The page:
Michael Lacey and Jim Larkin, cofounders of Front Page Confidential, speak out in response to Donald Trump’s pardon of America’s worst sheriff, Joe Arpaio.
Ten years ago, under cover of darkness, agents from the Maricopa County Selective Enforcement Unit came knocking at the Phoenix, Arizona, homes of Michael Lacey and Jim Larkin.
On orders from Maricopa County Sheriff Joe Arpaio, they hauled away both men in handcuffs for the crime of disclosing details about a grand-jury investigation.
At the time, Lacey was executive editor of the Village Voice Media newspaper chain, Larkin the company’s CEO. Earlier that day they had published a story about the grand-jury probe in one of the company’s publications, their hometown Phoenix New Times.
Moreover, it was all part of a setup Arpaio had rigged because he was fed up with New Times‘s constant coverage and exposure of his department’s outrageous misdeeds, dating back to his election to office in 1992.
This week, in a story by Front Page Confidential‘s own Stephen Lemons, Phoenix New Times revisits the twists and turns of Lacey and Larkin’s decades-long joust with the Maricopa County sheriff.
It’s a pungent recap of Arpaio’s history of law-enforcement douchebaggery — from his infamous Tent City to his orders to shackle expectant mothers to their beds during childbirth to the untold numbers of detainees who died in his jail cells and the various extralegal campaigns he had his deputies carry out in order to thwart his political foes.
Looming largest among the sheriff’s villainy: his vendetta against the two newspapermen, and his blatant contempt for the rights of the Latinos who lived and worked in his jurisdiction. The latter gave rise to a landmark federal civil-rights lawsuit, Melendres v. Arpaio, which ultimately led to his downfall.
The arrests of two journalists for a story they had published was a rare and egregious violation of the First Amendment — a fact that generated headlines at news outlets nationwide. Within 24 hours, Maricopa’s county attorney hastily convened a press conference to announce he’d nixed the busts and closed the case.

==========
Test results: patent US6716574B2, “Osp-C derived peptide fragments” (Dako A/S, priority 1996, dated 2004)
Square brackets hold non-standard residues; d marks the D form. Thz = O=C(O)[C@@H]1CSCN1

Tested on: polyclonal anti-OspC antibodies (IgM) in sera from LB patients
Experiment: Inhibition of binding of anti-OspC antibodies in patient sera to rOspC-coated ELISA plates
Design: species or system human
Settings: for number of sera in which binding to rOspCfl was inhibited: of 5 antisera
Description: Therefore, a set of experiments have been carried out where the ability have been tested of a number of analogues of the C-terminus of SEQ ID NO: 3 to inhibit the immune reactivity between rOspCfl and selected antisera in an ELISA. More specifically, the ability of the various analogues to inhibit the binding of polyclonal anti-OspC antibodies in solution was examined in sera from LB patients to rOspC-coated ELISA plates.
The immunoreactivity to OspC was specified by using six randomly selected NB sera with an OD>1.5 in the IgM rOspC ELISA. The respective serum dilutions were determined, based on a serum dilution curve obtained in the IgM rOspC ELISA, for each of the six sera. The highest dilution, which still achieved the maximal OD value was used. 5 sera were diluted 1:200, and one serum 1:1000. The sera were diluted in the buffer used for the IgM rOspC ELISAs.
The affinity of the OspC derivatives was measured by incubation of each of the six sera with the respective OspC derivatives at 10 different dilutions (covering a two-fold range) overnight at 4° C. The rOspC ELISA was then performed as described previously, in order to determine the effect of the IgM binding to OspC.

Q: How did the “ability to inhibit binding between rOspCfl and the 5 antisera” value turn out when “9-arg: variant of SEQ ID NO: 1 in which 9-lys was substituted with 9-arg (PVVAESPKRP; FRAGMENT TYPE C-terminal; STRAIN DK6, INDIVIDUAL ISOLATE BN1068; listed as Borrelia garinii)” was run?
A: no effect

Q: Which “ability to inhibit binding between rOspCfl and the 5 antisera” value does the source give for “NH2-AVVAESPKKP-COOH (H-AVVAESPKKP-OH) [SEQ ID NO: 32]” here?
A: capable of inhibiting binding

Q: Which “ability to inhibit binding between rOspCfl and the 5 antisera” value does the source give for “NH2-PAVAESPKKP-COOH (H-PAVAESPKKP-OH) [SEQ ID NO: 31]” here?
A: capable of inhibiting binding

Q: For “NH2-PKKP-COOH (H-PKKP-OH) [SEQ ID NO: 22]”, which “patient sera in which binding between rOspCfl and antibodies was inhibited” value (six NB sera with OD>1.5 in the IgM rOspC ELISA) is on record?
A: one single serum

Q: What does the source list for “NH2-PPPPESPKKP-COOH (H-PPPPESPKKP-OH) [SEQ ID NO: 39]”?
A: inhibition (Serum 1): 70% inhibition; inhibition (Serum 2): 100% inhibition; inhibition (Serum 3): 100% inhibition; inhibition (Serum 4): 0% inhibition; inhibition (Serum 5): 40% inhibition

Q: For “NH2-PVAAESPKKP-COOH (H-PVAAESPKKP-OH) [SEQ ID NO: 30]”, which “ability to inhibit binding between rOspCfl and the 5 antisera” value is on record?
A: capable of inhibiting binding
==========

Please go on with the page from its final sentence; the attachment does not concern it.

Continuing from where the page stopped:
That chapter in Lacey and Larkin’s journalism career ended five years later, when Maricopa County paid the two men a $3.75 million settlement to set right the wrongful arrests. The newsmen used the money to endow a new nonprofit, the Frontera Fund, which works to uphold the rights of migrants and immigrants. (And this past summer they started a new venture: the website you’re reading right now.)
A lot more time passed, however, before Arpaio reaped his whirlwind.
Last November voters declined to anoint him for a seventh term as sheriff. And in July of this year, a judge nicked him for criminal contempt of court stemming from the Melendres suit.
And in late August, President Donald Trump, a longtime Arpaio compadre, pardoned the former sheriff, sparing him a possible prison term.
One might expect that Lacey and Larkin would have a thing or two to say about their decades-long clash with Sheriff Joe. And indeed they do.
In retrospect, one can’t help wondering whether Arpaio, always a wily reader of political wind shifts, sensed that 2016 was the end of the road and executed an exit strategy. He endorsed Trump’s presidential candidacy in January of that year, a time when most were mocking the notion that the boorish billionaire would secure the GOP nomination.
Though he fell far short in his bid for a seventh term, stumping for Trump wound up paying off.
“He was a terrible sheriff, a terrible jailer,” Larkin said of Arpaio. “But he was a great fucking politician, and I actually think he was a precursor to Trump. He may have ridden Trump’s coattails to a pardon, but in winning the election, Trump followed him. It’s hard to admit that, because I don’t respect Arpaio for anything other than his political acumen.”
Lacey believes Trump granted the pardon mainly to pander to his base: nationalists who view Arpaio — a man who called Mexicans “dirty” in an interview with GQ magazine and who told nativist commentator Lou Dobbs that he considers it an “honor” when his enemies refer to him as a Ku Klux Klan member — as a hero.
“At the end of the day, that sort of racist, brutal, cracker philosophy appealed to enough voters that a joker like Trump thinks there’s some political traction to be had by pardoning the guy,” Lacey said.
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